Posts Tagged ‘Helen Vendler’

I love reading and thinking about ED.  I have a big appetite for ED scholarship.  Dickinson: Selected Poems and Commentaries by Helen Vendler is a holiday feast followed by a present.  Outstanding, but not for everyone.

This analysis of the most difficult ED poems is not for the reader looking for light entertainment, or quiet repose before falling asleep.  This is not for the writer of sweet poems for family gatherings or memorial services.

If you are a person who thinks they are well above mediocrity in interpreting ED, then buy yourself a really big surprise.  If you know someone who works hard at this strangest of professions, then buy them the best gift they may get this decade.

Given the thousands of chances to slip up or make a big gaffe, Vendler comes through with only a couple of incidental scratches.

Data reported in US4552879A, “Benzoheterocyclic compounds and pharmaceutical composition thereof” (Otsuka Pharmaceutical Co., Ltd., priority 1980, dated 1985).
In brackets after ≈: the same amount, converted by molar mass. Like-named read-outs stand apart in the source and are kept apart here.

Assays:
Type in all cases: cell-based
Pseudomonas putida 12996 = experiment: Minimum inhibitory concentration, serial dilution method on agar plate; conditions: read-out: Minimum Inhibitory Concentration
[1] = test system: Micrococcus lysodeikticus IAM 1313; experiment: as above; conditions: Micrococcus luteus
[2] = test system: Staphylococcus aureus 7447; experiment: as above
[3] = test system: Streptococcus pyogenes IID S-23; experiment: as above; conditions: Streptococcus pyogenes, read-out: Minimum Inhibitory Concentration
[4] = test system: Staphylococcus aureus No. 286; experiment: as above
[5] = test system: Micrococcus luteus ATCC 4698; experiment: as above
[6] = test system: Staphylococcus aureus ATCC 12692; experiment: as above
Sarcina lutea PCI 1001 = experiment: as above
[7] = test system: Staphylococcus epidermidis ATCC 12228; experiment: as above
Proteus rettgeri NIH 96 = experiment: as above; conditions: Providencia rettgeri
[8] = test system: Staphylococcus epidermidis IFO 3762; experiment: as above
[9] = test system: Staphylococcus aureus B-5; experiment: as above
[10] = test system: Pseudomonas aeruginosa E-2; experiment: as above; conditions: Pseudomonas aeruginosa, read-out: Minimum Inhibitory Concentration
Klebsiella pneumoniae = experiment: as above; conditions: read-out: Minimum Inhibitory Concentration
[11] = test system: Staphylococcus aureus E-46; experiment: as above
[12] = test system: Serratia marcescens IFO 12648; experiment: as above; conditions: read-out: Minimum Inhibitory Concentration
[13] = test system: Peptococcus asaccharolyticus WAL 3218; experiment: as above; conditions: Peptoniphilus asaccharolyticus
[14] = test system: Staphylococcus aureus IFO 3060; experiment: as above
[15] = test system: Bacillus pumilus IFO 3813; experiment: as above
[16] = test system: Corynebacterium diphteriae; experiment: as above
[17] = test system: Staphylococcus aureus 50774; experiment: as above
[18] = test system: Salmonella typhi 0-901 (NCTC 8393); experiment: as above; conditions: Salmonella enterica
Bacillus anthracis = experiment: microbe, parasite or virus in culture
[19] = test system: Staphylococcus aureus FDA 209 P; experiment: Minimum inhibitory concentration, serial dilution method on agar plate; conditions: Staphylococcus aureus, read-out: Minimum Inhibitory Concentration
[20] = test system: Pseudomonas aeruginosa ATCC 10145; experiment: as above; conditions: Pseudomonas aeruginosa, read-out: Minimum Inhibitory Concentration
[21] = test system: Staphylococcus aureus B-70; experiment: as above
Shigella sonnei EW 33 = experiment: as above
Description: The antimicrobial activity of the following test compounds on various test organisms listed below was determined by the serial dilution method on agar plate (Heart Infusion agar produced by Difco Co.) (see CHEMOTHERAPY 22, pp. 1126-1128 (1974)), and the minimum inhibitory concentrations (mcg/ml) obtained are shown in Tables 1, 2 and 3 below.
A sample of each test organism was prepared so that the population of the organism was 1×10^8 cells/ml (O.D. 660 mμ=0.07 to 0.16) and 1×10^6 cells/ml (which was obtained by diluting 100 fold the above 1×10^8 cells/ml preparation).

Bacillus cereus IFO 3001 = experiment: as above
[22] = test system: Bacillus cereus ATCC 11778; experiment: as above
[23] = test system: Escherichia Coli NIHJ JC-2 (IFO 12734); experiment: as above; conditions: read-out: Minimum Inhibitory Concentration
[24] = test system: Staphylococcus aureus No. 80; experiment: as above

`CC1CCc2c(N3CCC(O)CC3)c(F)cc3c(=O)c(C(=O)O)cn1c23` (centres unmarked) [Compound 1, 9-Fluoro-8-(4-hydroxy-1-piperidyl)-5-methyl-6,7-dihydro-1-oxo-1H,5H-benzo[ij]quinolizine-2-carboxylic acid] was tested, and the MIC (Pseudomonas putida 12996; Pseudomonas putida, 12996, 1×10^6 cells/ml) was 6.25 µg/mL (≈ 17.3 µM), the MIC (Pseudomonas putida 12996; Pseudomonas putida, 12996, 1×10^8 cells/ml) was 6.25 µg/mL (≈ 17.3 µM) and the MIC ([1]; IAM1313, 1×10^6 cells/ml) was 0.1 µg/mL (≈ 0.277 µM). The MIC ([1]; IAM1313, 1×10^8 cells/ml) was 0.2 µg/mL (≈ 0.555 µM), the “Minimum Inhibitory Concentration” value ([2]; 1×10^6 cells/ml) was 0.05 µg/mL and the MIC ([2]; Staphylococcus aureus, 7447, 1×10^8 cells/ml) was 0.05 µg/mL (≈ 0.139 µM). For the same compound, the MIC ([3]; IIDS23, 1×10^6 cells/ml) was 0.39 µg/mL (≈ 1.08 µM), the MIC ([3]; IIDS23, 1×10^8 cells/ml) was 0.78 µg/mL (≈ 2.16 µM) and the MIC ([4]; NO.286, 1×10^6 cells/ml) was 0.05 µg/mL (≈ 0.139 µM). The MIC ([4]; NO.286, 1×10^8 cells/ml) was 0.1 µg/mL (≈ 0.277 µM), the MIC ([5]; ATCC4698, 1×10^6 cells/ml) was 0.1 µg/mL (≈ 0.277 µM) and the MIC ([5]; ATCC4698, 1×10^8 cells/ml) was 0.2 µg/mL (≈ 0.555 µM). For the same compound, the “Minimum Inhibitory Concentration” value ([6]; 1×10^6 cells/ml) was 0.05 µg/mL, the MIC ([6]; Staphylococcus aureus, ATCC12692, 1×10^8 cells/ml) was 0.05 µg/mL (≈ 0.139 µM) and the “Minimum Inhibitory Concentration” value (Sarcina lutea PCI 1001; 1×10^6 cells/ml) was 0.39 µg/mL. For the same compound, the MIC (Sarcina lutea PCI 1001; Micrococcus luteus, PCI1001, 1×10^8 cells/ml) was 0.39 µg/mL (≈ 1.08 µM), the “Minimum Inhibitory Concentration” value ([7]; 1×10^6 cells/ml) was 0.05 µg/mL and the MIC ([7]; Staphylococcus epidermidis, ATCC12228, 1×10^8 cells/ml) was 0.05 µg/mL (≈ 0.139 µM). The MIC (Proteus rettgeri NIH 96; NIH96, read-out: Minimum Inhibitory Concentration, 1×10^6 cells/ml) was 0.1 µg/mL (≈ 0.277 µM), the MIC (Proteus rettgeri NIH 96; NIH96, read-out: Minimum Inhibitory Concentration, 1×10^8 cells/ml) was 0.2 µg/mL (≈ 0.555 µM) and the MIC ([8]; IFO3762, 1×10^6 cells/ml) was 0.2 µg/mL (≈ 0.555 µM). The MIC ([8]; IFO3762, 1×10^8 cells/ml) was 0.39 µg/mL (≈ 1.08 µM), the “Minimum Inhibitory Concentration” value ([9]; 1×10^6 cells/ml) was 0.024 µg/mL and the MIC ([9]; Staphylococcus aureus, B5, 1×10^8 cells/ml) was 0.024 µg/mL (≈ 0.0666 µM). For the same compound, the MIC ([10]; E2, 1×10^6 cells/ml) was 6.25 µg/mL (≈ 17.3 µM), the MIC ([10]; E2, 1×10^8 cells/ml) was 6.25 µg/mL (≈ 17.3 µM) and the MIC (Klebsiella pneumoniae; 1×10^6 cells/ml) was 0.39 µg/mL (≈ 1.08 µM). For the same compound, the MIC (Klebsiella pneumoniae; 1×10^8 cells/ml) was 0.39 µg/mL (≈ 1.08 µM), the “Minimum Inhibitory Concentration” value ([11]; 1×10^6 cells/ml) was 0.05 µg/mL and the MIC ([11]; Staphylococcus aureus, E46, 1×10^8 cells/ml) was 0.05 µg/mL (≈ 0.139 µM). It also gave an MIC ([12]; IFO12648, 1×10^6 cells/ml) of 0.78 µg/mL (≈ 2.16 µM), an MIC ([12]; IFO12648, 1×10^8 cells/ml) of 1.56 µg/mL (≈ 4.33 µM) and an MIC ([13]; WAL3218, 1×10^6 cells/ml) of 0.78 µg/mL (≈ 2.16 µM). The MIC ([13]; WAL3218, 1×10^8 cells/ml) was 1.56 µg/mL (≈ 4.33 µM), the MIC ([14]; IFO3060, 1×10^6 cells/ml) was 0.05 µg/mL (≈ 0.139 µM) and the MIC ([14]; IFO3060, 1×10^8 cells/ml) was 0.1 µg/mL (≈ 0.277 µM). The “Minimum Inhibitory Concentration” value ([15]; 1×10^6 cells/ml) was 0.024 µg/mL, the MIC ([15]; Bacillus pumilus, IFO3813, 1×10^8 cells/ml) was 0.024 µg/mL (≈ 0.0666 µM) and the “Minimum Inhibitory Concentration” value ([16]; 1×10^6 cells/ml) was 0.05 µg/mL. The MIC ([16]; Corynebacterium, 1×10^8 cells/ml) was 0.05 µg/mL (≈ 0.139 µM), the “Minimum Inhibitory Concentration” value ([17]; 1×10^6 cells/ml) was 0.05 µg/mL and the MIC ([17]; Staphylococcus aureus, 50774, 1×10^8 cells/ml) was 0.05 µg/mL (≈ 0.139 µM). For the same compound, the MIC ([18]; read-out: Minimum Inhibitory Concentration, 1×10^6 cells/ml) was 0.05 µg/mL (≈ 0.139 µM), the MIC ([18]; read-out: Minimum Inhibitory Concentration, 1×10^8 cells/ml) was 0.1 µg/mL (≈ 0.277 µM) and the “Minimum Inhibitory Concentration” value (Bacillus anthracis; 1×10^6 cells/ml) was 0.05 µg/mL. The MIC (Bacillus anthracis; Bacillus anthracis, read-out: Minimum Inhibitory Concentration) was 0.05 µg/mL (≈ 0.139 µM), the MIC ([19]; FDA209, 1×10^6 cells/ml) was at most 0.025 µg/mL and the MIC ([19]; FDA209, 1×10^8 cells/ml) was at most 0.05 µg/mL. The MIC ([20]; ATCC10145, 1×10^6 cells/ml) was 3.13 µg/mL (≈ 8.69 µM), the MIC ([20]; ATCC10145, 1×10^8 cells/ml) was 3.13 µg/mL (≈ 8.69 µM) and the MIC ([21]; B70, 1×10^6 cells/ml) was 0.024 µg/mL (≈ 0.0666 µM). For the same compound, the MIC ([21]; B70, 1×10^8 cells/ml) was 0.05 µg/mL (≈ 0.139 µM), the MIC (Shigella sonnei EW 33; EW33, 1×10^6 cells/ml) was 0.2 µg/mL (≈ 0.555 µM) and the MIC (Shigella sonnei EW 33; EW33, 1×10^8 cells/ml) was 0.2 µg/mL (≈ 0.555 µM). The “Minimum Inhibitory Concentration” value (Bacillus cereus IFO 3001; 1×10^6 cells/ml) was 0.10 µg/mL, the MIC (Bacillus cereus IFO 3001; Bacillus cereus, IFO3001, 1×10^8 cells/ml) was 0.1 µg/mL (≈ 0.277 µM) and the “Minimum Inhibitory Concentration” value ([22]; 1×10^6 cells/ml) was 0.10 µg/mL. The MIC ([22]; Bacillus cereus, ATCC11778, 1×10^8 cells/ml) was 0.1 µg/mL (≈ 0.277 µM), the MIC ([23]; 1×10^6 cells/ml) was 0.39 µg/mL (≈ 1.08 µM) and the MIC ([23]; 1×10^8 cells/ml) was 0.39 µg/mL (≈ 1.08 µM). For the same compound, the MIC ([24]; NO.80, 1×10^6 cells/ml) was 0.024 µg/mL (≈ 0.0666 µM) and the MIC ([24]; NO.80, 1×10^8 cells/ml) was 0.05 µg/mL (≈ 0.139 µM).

For #1593 He ate and drank the precious Words – Vendler consistently refers to priest when for ED it would have been minister.  She may have never seen a Catholic or Orthodox priest.

For #1742 In Winter in my Room Vendler comments the Worm is taken out of ED’s bedroom by ED and tied to something outside before Ed goes away.  When she returns the Worm turned snake is back in her bedroom trailing ED’s string.  Having ED calmly pick up the worm and take it down stairs and out into the cold, now that is kinky.

For #1771 ‘Twas here my summer paused Vendler writes, “The phallic implications of the ‘icicle,’ like those of the worm/snake of ‘In Winter in my Room’ (*1742), may seem evident to us, but they may not have been to Dickinson.”  I would call that a Vendler senior moment.  When was ED ever fuzzy in her scrutiny?  Charles Marlin

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